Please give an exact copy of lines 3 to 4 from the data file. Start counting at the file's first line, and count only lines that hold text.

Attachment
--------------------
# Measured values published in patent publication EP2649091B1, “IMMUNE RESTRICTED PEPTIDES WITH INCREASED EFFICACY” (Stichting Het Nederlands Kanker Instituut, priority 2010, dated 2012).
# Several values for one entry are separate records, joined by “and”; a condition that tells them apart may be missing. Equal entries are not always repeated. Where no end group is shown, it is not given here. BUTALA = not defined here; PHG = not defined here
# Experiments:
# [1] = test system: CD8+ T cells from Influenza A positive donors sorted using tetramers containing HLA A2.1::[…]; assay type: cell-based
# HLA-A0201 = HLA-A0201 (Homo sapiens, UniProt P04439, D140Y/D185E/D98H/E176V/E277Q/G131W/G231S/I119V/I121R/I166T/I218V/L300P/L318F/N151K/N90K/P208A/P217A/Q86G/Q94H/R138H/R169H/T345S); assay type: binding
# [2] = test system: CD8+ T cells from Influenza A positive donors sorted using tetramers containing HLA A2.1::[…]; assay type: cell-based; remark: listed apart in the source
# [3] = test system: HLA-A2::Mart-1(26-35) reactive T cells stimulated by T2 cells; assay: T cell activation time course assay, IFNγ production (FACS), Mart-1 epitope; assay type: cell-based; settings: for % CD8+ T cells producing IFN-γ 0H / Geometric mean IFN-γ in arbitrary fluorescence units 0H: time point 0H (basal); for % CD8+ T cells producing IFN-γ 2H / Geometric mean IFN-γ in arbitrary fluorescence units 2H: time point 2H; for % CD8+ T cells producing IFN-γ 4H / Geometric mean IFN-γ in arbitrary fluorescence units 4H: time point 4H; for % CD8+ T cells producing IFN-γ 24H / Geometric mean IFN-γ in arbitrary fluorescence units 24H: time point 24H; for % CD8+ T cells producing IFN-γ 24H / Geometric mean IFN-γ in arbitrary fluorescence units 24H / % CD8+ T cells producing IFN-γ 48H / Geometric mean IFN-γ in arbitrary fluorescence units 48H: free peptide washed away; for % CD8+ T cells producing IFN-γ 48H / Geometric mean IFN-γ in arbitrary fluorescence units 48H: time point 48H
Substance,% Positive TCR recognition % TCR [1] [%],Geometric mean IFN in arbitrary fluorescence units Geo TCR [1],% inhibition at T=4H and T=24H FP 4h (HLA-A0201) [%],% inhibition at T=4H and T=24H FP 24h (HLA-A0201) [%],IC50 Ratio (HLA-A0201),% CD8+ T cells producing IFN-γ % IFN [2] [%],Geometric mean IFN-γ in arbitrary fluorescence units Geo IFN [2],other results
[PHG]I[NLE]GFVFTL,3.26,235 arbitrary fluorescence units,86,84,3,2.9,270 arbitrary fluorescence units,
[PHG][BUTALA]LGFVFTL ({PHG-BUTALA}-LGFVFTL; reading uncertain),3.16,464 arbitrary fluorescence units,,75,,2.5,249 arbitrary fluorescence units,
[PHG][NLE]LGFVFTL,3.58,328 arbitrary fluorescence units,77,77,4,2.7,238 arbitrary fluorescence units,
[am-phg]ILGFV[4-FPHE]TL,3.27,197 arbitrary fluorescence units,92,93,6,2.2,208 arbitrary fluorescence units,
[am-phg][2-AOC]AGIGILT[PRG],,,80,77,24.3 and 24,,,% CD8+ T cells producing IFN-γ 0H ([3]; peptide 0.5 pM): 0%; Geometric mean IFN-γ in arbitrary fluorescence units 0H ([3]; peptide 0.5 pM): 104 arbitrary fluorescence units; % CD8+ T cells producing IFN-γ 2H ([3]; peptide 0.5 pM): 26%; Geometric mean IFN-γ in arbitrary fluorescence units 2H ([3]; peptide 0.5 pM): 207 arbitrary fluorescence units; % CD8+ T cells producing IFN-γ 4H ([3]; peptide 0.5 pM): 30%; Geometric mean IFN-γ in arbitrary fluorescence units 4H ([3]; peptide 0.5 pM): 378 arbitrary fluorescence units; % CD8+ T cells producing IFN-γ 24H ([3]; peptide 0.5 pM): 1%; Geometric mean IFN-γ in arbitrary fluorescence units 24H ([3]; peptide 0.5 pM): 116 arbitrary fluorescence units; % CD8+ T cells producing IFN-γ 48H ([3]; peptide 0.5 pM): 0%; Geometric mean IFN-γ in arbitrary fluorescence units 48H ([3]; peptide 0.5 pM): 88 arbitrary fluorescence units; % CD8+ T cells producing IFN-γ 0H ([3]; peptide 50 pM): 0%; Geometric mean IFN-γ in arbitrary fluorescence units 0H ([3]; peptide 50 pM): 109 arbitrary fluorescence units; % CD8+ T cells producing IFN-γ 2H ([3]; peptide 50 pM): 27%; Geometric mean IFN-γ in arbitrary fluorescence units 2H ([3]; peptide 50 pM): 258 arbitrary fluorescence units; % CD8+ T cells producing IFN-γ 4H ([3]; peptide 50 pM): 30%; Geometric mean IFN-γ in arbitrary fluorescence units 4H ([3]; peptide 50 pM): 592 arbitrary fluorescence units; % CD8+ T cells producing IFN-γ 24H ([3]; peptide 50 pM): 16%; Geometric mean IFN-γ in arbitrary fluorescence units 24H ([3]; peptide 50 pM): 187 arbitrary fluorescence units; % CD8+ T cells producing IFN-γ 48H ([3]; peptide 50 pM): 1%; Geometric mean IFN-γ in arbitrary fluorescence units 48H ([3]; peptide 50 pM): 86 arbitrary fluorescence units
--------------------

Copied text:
# Experiments:
# [1] = test system: CD8+ T cells from Influenza A positive donors sorted using tetramers containing HLA A2.1::[…]; assay type: cell-based